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Differences in negative predictive value of prostate MRI based in men with suspected or known cancer

Autho(rs): Armonde A. Baghdanian1; Yoon-Jin Kim2; Arthur H. Baghdanian3; Hao N. Nguyen4; Katsuto Shinohara5; Antonio C. Westphalen6

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Keywords: Prostate cancer; Active surveillance; Magnetic resonance imaging; Prostate biopsy; Multiparametric MRI.

Descritores: Câncer de próstata; Vigilância ativa; Ressonância magnética; Biópsia.

Abstract:
OBJECTIVE: To compare the negative predictive value (NPV) of multiparametric MRI for Gleason score (GS) ≥ 3+4 cancer and evaluate predictors of these tumors in men with suspected disease and under active surveillance (AS).
MATERIALS AND METHODS: This retrospective study included 38 men with suspected prostate cancer and 38 under AS with scans assigned PI-RADS v2 scores 1 or 2 between May 2016 and September 2017. Biopsy results were no cancer, GS = 3+3, or GS ≥ 3+4. Pre-MRI PSA, gland volume, and PSA density were recorded. Chi-square, equality of proportions, and logistic regressions were used to analyze the data.
RESULTS: Intermediate to high-grade cancer was found in 12.8% (95% CI = 2.3–23.3) and 35.9% (95% CI = 20.8–50.9) of men with suspected cancer, and under AS (p = 0.02), respectively. The NPV for GS ≥ 3+4 were 87.2% (suspected cancer; 76.7–97.7) and 64.1% (AS; 49.0–79.2). In neither group PSA significantly predicted cancer grade (p = 0.75 and 0.63). Although it did not reach conventional statistical significance, PSA density was a good predictor of cancer grade in men with suspected disease (p = 0.06), but not under AS (p = 0.62).
CONCLUSION: The NPV of multiparametric MRI for GS ≥ 3+4 is higher in men with suspected prostate cancer than in men under AS. PSA density ≤ 0.15 improved the prediction of intermediate to high-grade disease in patients without known cancer.

Resumo:
OBJETIVO: Comparar o valor preditivo negativo (VPN) da RM multiparamétrica da próstata para o diagnóstico de tumores escore de Gleason (EG) ≥ 3+4 e avaliar os preditores desses tumores em homens com suspeita de doença e nos sob vigilância ativa (VA).
MATERIAIS E MÉTODOS: Este estudo retrospectivo incluiu 38 homens com suspeita de câncer de próstata e 38 em VA com RM, aos quais foram atribuídos escores PI-RADS v2 1 ou 2 entre maio de 2016 e setembro de 2017. Os resultados da biópsia foram ausência de câncer, câncer EG = 3+3 ou câncer EG ≥ 3+4. PSA pré-RM, volume da glândula e densidade de PSA foram anotados. Qui-quadrado, igualdade de proporções e regressões logísticas foram utilizados para analisar os dados.
RESULTADOS: Câncer de grau intermediário a alto grau foi encontrado em 12,8% (IC 95% = 2,3–23,3) e 35,9% (IC 95% = 20,8–50,9) dos homens com suspeita de câncer e nos sob VA (p = 0,02), respectivamente. O VPN para GS ≥ 3+4 foi 87,2% (suspeita de câncer; IC 95% = 76,7–97,7) e 64,1% (VA; IC 95% = 49,0–79,2). Em nenhum dos grupos o PSA previu significativamente o grau de câncer (p = 0,75 e 0,63. Embora não tenha alcançado o limiar de significância estatística usual, a densidade de PSA foi um bom preditor de grau de câncer em homens com suspeita de doença (p = 0,06), mas não sob VA (p = 0,62).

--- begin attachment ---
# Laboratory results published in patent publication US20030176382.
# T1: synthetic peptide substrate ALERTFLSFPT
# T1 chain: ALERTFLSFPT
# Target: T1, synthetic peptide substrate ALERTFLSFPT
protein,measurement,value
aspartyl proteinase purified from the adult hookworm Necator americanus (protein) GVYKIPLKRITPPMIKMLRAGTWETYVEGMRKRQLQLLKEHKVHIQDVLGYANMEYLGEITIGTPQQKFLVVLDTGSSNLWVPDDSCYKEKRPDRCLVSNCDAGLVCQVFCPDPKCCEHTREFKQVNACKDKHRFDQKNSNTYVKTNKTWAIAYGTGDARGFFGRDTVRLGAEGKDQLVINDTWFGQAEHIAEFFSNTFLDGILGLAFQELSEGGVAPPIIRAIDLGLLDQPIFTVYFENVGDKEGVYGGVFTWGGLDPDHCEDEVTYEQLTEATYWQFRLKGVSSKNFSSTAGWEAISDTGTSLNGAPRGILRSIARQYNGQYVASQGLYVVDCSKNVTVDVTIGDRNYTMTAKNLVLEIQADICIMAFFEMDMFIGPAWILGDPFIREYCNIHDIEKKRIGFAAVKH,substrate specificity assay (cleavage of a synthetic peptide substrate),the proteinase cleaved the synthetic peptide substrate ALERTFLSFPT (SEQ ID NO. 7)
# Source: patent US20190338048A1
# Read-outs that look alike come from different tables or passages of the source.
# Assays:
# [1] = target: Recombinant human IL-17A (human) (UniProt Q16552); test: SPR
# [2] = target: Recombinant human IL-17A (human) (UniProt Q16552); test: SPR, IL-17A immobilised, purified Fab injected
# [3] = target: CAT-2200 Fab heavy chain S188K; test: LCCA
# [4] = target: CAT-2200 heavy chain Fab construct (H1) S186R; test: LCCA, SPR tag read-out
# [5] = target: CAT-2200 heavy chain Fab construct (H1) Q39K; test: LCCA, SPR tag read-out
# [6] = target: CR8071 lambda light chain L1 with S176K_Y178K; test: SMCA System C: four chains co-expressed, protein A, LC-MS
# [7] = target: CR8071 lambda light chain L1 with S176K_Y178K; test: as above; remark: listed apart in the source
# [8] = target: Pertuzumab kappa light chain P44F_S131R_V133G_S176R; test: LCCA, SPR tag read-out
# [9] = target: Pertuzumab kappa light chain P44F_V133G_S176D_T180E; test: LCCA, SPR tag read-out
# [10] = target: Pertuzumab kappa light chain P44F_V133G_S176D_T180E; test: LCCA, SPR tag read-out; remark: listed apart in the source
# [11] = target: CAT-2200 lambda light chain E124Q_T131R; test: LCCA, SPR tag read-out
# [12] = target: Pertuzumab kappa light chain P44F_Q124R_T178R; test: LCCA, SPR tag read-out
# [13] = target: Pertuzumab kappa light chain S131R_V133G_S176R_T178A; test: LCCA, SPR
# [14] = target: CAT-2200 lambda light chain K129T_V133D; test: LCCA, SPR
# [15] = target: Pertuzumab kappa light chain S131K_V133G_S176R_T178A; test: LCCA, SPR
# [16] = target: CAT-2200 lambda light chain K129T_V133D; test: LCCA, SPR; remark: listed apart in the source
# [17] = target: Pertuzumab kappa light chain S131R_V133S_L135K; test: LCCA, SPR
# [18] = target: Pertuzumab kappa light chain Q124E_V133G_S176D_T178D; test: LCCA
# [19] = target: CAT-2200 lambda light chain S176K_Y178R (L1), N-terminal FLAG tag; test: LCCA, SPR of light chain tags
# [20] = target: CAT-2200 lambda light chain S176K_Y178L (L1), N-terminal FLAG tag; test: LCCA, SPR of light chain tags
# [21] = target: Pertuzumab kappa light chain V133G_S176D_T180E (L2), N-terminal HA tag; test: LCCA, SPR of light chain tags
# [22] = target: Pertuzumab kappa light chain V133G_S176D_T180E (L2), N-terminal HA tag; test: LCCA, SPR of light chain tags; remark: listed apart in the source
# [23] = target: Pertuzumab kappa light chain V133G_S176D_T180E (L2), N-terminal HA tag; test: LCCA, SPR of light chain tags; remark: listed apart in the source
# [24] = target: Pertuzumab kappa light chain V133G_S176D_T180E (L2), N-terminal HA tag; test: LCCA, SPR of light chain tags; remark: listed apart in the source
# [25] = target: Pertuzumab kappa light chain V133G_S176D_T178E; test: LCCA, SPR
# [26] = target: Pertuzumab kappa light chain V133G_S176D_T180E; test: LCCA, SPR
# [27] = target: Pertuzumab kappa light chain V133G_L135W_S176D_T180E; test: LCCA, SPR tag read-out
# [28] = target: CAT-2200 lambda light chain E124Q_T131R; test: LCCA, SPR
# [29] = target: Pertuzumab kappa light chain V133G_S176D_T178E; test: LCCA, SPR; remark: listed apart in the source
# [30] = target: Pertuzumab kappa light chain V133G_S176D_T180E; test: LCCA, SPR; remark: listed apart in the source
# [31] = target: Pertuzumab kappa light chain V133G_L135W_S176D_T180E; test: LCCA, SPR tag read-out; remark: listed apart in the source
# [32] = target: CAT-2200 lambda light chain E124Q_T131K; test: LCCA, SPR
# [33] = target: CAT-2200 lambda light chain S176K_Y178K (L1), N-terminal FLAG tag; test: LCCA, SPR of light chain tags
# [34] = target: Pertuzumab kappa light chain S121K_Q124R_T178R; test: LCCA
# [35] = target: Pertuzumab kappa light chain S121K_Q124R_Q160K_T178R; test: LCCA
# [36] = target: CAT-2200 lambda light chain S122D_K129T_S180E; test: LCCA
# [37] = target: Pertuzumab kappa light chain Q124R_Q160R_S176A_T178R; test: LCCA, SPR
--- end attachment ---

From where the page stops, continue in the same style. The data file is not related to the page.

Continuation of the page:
CONCLUSÃO: O VPN da RM multiparamétrica para GS ≥ 3+4 é maior em homens com suspeita de câncer de próstata do que em homens sob VA. Uma densidade de PSA ≤ 0,15 melhorou a previsão de doença de grau intermediário a alto grau em pacientes sem diagnóstico prévio de câncer.

INTRODUCTION

Recently, multiparametric magnetic resonance imaging (mpMRI) has become the imaging modality of choice for the assessment of men with known or suspected prostate cancer. In particular, it has been utilized to identify regions within the gland that are most likely to harbor intermediate to high-grade disease, direct biopsies, and, therefore, impact management.

Although several authors have reported very high negative predictive values (NPVs) of mpMRI, this still remains a matter of contention and debate among specialists involved in the care of prostate cancer. For example, Lee et al. reported a NPV of only 45.2%(1), while Otti et al. reported 85%(2). Tran et al. reported that systematic biopsy detected tumors with Gleason score (GS) ≥ 4+3 in 9% of men with negative MRI-ultrasound fusion biopsies(3), although Garcia-Reyes et al. reported that only 1.2% of samples that were obtained from sites without lesions on mpMRI represented GS 4+3 or higher(4).

Several potential reasons can be given to explain the discrepant findings amongst the above-mentioned studies, but one potential confounder is the variability in disease prevalence from study to study. As the NPV of any test is dependent on the prevalence of disease, tests utilized in populations in which the event is rare will always have higher NPVs than tests applied to populations in which the disease is common. The study by Lee et al.(1), for example, was conducted in men who underwent radical prostatectomy, while the study of Garcia-Reyes et al.(4) was of a population with suspected cancer or under active surveillance (AS), in whom the prevalence of high-grade disease is expected to be much lower.

In the present study we compared the NPV of mpMRI for intermediate or high-grade prostate cancer and evaluated predictors of these tumors in men with suspected disease and patients under AS.


MATERIALS AND METHODS

This was a HIPPA-compliant, Institutional Review Board-approved with a waiver of informed consent retrospective cohort study.